Reliving My Hajj A Year Later- Visiting The First Mosque in Islam

Reliving My Hajj A Year Later- Visiting The First Mosque in Islam August 15, 2018

Masjid Al Nabawi- Mosque of the Prophet. Mehraab in the center- the place where he used to lead congregational prayers.

Most of our 5-day stay in Medina was spent in and around the Masjid Al Nabawi. But we did take trips to the outskirts to visit some historic sites. Our group took a bus trip to visit the other holy sites around Medina. I have included some old pictures of the ancient cemetery of Baqih and Masjid al Quba, and the videos of where the famous battle of Uhad took place.

Contrary to the poplar belief, the Masjid al Nabawi was not the first mosque in Islam- it was the much smaller Quba mosque that was built by Prophet Muhammad upon his migration to Medina. (Others believe, as per a verse from the Qur’an, that the first house of worship for mankind was Ka’aba, according to the verse 3:96 of the Qur’an). As the tradition is, we offered two rak’at salat at Masjid al Quba.

The city is host to another historic mosque called Masjid Al Qiblatyn, or the mosque of two Qiblahs(the direction of the prayers), named so because this is where Prophet Muhammad received the command to change the direction of the prayers(Qiblah) from Jerusalem (Masjid Al Quds) to Mecca(Ka’aba) in the middle of prayers and the entire congregation changed their direction. This verse is believed to be revealed during the prayers.

Indeed We see the turning of your (addressing Prophet Muhammad) face to heaven, so We shall surely turn you to a Qiblah which you shall like; turn then your face towards the Sacred Mosque, and wherever you are, turn your face towards it, and those who have been given the Book most surely know that it is the truth from their Lord; and Allah is not at all heedless of what they do. 2:144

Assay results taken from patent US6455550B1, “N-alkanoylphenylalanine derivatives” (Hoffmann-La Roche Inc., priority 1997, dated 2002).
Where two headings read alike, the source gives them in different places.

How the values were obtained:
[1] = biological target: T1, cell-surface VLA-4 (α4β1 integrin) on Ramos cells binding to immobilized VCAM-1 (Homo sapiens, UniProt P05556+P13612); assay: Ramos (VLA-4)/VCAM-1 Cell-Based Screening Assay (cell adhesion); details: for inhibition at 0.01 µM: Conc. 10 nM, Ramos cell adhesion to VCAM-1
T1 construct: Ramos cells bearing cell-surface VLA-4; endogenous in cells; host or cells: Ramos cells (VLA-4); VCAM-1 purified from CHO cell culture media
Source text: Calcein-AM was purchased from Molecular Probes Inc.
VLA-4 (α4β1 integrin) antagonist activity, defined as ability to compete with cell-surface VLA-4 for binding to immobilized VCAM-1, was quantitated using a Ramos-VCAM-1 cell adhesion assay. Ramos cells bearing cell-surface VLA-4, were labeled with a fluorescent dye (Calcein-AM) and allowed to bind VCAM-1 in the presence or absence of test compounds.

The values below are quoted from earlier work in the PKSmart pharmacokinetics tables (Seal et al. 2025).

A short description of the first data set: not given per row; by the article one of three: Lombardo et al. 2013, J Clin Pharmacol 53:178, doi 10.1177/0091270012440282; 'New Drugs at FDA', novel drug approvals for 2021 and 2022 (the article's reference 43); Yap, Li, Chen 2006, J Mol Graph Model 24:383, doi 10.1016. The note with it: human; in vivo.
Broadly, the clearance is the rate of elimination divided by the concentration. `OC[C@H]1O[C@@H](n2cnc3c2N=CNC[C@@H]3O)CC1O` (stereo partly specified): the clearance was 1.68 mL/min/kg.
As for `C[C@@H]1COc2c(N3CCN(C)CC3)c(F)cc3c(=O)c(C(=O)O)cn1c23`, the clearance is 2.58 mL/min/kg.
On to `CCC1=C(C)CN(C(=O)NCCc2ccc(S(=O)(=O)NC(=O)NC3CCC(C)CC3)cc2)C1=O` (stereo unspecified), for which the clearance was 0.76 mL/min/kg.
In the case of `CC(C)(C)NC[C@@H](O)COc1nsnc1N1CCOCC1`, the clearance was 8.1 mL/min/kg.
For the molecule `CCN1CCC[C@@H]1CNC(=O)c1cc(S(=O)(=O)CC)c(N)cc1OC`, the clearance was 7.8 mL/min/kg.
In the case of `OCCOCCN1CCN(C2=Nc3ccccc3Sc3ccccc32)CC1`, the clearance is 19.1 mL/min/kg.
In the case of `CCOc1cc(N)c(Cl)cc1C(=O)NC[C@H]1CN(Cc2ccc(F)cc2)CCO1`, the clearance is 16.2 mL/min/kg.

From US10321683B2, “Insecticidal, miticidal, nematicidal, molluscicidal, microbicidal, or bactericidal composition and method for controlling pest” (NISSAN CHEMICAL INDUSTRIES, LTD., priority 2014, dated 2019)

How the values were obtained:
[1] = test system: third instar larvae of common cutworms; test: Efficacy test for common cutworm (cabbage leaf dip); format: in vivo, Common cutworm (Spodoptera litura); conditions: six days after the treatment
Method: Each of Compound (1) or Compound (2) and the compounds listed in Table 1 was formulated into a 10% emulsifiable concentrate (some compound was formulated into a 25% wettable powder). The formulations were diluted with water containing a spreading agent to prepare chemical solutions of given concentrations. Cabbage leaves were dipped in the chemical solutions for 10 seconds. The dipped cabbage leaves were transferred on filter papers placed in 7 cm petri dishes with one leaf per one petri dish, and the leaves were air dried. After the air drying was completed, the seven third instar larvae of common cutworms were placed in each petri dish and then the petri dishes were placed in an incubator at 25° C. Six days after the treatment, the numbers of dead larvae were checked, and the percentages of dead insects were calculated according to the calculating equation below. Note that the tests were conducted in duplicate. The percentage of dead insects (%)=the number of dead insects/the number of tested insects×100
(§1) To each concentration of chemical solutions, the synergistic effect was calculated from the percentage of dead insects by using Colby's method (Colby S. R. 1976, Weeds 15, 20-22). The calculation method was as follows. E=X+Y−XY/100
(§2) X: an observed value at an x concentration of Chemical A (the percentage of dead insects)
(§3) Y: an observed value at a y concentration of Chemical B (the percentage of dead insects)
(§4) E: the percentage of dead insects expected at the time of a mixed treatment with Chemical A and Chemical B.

Unfortunately the video I had taken are longer than the blog site can upload.

Baqih is the ancient cemetery where so many of the Prophet Muhammad’s relatives and companions are buried. It is over 1500 years old! We visited it along a massive crowd, even when we went right after the dawn prayer(which turns out to be a popular time to avoid the heat during the later hours). There are mostly flat dirt-graves in keeping with the Islamic tradition. Most of the graves are un-marked after the cemetery was demolished twice by the house of Saud, first in 1806 and then again in 1925. This picture was taken before the second demolition. At least 4 of the 12 Shia Imams are buried here-reportedly in the big mausoleum on the right side of the picture below (the mausoleum since then has been destroyed). The cemetery is the burial site for Prophet Muhammad’s wives, and his young son, Ibrahim and the 3rd caliph, Uthman.

Baqih cemetery as it looked before the demolition in 1910s.
Baqih, as it it looked on My Hajj pilgrimage in 2017. The mosque of the Prophet is in the background.

Another common place visited by the pilgrims is the battlefield Uhad where Prophet Muhammad and his companions defended the city from the army from Mecca. This battle is mentioned in the Qur’an in several places and angels are said to have aided the Muslim army when they were about to face a crushing defeat that would have wiped out Islam in its infancy before it could grow.

Visiting Uhad was like traveling through the time machine. I had read the battle stories so many times in my life. This is the battle where Prophet Muhammad’s companions nearly lost and suffered heavy losses, including the martyrdom of his uncle, Hamza. He is buried right next to the mountains. This is the place where Prophet Muhammad lost few teeth and had to be taken to safety as the Muslim army suffered temporary setback(but recovered afterwards and pushed the invading Meccans back). My video below shows where he had appointed soldiers to protect the Muslims from being attacked from behind.

The first video shows the small hill where Prophet Muhammad had appointed archers to protect from the blindside attack.The second video shows the Uhad mountains and the graveyard where Hamza is buried. .

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